Ottawa, June 8, 2011 - Library and Archives Canada is pleased to announce the release of a new version of the online database Lower Canada Land Petitions (1626-1865). This version includes digitized images of the actual petitions for all individuals listed in the database. Corrections to entries, including suggestions received from users, have also been integrated into this updated version. Many staff members contributed to the success of this project, and their efforts are much appreciated.

The database is available at:

For more information, please contact

I tested the database myself by putting in David Barclay. I found two names that matched David Barclay, and the years (1783-1804) seemed to be right.

He was the son of a United Empire Loyalist (Andrew Barclay) who settled in Shelburne, Nova Scotia, but one of his sons didn't stay, and I am alwats looking for him to show up somewhere. I have no idea where he went, so I am always searching databases worldwide to see where he went.

Sunday, June 12, 2011

OGS Conference 2011 – Day 3

Although lectures did not start until 9:00 o’clock on Sunday, I had an early day, starting with the First Annual Families and NewsLeaf Breakfast at 7 o’clock.

We were all set to take a picture of the group to share with you, but the conversation got so interesting, and with Dick Doherty dropping by, we plumb forgot about it.

Joyce Fingland, the new editor of NewsLeaf and e-NewsLeaf was there, as was Judy Mills, one of the associate editors of Families, along with Kathy Baker, one of the proofreaders, and a couple of other guests, including Sarah Newitt, OGS Executive Director, and Fraser Dunford, the Executive Director Emeritus.

Then I went to the marketplace to say my hellos to people I promised to stop and talk to, and it included Ed and Rick's wives (Lynne and Jennifer, respectively) at the Moorshead Magazine table (Ed and Rick were still making their way back from NGS in Charleston, South Carolina), the OGS table, and the Dundurn Press table, where I heard of the exciting year they have planned for books. I also met with Louise St. Denis of The National Institute for Genealogical Studies, having just arrived from the NGS Conference 10 minutes before I saw her.

I also had my own aha! moment at the Conference. Talking to the nice folks at the Brant Branch table, I discovered some information on John Millership Merriman, who had come over to Canada in the 1920s, and ended up writing for the local newspapers. It was the latest discovery in a line of aha! moments stemming from a "Hi! Do you have anything on John from Canada?" letter I received a couple of years ago :-) (more on this in a later post) ...

So after I had my own “Meet and Greet” session, it was time to go to the closing plenary session to hear Dave Obee talk about social networking in his talk, “Blogs, Posts, Tweets and Apps”.

It made a good closing talk because it followed Brian Gilchrist's Houston Lecture talk Friday evening in that he explored all of the technology (which he says were invented for genealogists - why else would it have been invented?).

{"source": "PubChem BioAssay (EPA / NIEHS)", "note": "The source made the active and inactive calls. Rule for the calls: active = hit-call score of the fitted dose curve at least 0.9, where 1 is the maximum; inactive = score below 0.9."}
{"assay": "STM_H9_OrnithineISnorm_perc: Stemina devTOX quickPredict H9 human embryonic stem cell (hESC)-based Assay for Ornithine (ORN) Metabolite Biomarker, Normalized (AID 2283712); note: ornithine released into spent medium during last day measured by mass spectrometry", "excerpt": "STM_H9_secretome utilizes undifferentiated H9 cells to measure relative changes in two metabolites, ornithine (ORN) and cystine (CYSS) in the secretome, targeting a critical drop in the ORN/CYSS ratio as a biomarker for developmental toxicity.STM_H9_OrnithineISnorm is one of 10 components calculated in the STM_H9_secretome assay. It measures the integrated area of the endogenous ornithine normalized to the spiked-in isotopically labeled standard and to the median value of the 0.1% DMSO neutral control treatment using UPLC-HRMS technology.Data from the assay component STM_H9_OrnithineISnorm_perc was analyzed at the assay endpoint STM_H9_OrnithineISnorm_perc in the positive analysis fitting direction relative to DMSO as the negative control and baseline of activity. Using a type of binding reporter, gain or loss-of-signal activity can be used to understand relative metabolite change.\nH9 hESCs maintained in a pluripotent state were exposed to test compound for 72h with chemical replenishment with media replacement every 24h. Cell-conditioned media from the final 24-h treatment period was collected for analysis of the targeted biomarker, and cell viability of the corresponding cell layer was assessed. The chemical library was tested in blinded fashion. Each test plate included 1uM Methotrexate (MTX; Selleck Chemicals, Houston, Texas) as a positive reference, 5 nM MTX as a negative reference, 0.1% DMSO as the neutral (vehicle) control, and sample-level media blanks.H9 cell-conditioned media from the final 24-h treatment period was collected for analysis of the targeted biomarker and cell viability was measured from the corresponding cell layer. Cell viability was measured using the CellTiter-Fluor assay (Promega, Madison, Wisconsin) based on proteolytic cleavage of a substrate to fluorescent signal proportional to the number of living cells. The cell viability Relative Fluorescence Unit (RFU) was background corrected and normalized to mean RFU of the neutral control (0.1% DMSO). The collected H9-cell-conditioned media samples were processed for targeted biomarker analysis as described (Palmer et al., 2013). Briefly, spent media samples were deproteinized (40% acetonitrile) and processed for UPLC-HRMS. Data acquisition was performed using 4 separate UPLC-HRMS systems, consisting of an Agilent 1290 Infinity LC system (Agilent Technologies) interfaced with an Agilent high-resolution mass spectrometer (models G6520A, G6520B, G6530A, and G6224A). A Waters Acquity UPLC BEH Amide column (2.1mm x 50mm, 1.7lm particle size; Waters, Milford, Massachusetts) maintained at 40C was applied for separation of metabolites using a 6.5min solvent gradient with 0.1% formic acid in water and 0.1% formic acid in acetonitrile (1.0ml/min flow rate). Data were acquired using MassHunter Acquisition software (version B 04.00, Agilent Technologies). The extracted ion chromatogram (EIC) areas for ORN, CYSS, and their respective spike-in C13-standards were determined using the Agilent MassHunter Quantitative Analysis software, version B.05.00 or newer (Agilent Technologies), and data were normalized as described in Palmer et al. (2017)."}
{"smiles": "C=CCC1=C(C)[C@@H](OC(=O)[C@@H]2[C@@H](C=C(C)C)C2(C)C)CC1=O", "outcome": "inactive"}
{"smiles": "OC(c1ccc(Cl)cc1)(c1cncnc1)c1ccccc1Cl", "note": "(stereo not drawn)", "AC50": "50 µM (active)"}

If you want to read some of the talks given at the Conference, you will be able to do so in the August issue of Families.

If you want to read Families, but are not an OGS member, you can now join for half a year, staring in June - in addition to regular membership benefits, you will be able to receive the August and November editions of NewsLeaf and Families, and four issues of e-NewsLeaf.

You can apply for membership at

Next year’s Conference 2012 will be held in Kingston. The theme will be Borders and Bridges, and the War of 1812 will be explored.

Friday, June 10, 2011

OGS Conference 2011 – Day 2

Saturday morning started off very early with the Opening Plenary, given by Stephen Young from

In “Descendancy Research: Branching Out on Your Family Tree”, he talked about his Ontario family, and he stressed the importance of tracing your cousins to find out more information about your family.

After the AGM, I went to hear Brain Gilchrist's “Does Your Research Make Sense?”.

He took us on a journey through some of his research, always asking the question, “Does it make sense”? And he told us stories about the results of his own research that wouldn't make sense if you didn’t know the whole story.

For instance, if you look at his parent's divorce papers, it says that there weren't any children from the marriage. Since Brian was of the age of majority when the divorce was granted, there weren’t any children. However, there was issue from the marriage! So watch the words you use - the meaning can be very limited!

Jane MacNamara's, “Discovering Rural Ancestors”, was an interesting and informative look at the Women's Institute of Ontario and the Tweedsmuir Histories, which the Ontario Genealogical Society is about to scan and make available in the “Member's Only” section of their website.

Nuala Farrell-Griffin—in her give her talk, “Shhh! It’s a Locality File”—emphasizes creating a locality file as the basis of research, rather than in Ireland or in Canada, or anywhere for that matter.

In the evening, at the OGS Golden Anniversary Banquet, guest speaker, Dick Doherty, gave us “Serendipity: A Lighthearted Look at Genealogy”, and was it ever lighthearted! Dick had us laughing all night long at his stories, jokes, and pictures of funny epitaphs and the like. As if the banquet supper itself and the chatter we had with the many interesting people at our table wasn't good enough (and indeed, it was!), it was worth it just to listen to Dick.

Both Mario and I were honoured to have been joined by Lisa Alzo, who herself gave five lectures during the weekend. One thing she mentioned was how impressed she was by the quality and quantity of questions asked of her during her sessions.